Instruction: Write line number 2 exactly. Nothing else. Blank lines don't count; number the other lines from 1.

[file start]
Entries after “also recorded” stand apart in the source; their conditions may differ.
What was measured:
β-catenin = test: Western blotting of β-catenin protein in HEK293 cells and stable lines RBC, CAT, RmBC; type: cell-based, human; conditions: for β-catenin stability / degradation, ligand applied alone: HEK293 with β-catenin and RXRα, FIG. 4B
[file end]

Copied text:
What was measured: